The resilient layer 22 forms one side of an upper cushion part that is substantially identical in construction to a lower cushion part separated therefrom by a resilient membrane 26. The upper cushion part aside from the upper resilient layer 22, includes a plurality of longitudinally spaced apart laterally extending ribs 28 that defines air spaces 32 throughout the entire length ice of the sole 46 that is attached to the bottom surface of the resilient layer 24 of the lower cushion part. The lower cushion part also includes similar longitudinally spaced apart and laterally extending ribs 30 that define similar air spaces 34. In addition, each cushion part is provided with a resilient toe block 36, 38 and a resilient heel block 40, 42, respectively. A thin layer 44 of resilient material encases the upper and lower cushion parts, together with the resilient wedge block, as shown in Figure l, to prevent the entry of moisture and other foreign matter into the interstices between the respective elements, and to further enhance the appearance of the boot. The substantially flat sole 46, of generally uniform thickness, is attached to the bottom of the lower cushion part, in the manner clearly shown in Figure 2.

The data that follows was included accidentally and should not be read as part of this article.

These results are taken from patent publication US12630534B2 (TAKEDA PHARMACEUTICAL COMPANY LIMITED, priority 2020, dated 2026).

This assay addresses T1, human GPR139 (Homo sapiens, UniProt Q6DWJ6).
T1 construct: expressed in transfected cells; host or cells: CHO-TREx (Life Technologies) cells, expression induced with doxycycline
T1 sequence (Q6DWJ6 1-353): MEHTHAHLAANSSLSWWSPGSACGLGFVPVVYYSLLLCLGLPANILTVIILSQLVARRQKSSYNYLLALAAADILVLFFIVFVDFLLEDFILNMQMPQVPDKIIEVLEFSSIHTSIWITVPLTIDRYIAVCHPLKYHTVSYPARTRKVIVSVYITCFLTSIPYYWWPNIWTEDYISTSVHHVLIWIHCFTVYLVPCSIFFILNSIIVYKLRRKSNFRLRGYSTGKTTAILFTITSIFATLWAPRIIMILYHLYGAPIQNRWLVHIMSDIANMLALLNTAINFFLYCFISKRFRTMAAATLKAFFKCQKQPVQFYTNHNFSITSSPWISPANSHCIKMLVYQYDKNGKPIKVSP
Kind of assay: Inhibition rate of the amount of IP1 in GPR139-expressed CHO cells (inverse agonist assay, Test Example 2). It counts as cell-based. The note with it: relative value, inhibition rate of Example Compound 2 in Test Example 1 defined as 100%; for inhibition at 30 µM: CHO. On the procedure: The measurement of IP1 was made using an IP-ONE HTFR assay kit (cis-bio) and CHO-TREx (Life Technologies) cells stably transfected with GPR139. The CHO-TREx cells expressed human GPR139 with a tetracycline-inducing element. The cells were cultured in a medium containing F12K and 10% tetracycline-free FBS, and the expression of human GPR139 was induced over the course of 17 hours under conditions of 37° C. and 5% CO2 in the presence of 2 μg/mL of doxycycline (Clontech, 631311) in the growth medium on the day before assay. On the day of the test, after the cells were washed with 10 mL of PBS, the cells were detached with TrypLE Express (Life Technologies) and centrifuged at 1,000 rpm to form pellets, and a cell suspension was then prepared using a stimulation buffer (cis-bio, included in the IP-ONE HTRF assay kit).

It will now be recognized that all vulnerable parts of the boot are protected by cushion elements of particular design. The laterally extending ribs 28, 30 not only serve to cushion any shocks against the bottom of the sole 46, but also provide compressible air spaces that contribute to the cushion effect of the shoe. Any shocks imparted to the front or rear portions of the shoe are further cushioned by the terminal blocks 36, 38, 40, 42, and the toes are amply protected by the resilient cushion 14 within the front end of the upper. ln addition, the various cushion elements, which are preferably constructed from molded foam rubber, tend to waterproof the shoe and retain body heat therewithin so as to particularly adapt this type of boot for use in cold climates.

While this invention has been described with particular reference to the construction shown in the drawing, it is to be understood that Stich is not to be construed as imparting limitations upon the invention, which is best defined by the claim appended hereto.

Having thus described my invention, I claim as new and desire to secure by Letters Patent:

A jump boot comprising, in combination, a laced upper, a sole, a cushion connected between said sole and said upper, a wedge block forming a heel support integrally connected between said cushion and said upper adjacent to one rear end of said upper, said sole comprising a substantially flat resilient pad secured to the bottom of said cushion, said cushion comprising an upper cushion part, a lower cushion part, and a resilient layer separating said upper and lower cushion parts, and an exterior resilient strip enclosing said upper and lower cushion parts and said wedge block, said resilient strip extending completely around the periphery of said upper and lower cushion parts and said wedge block.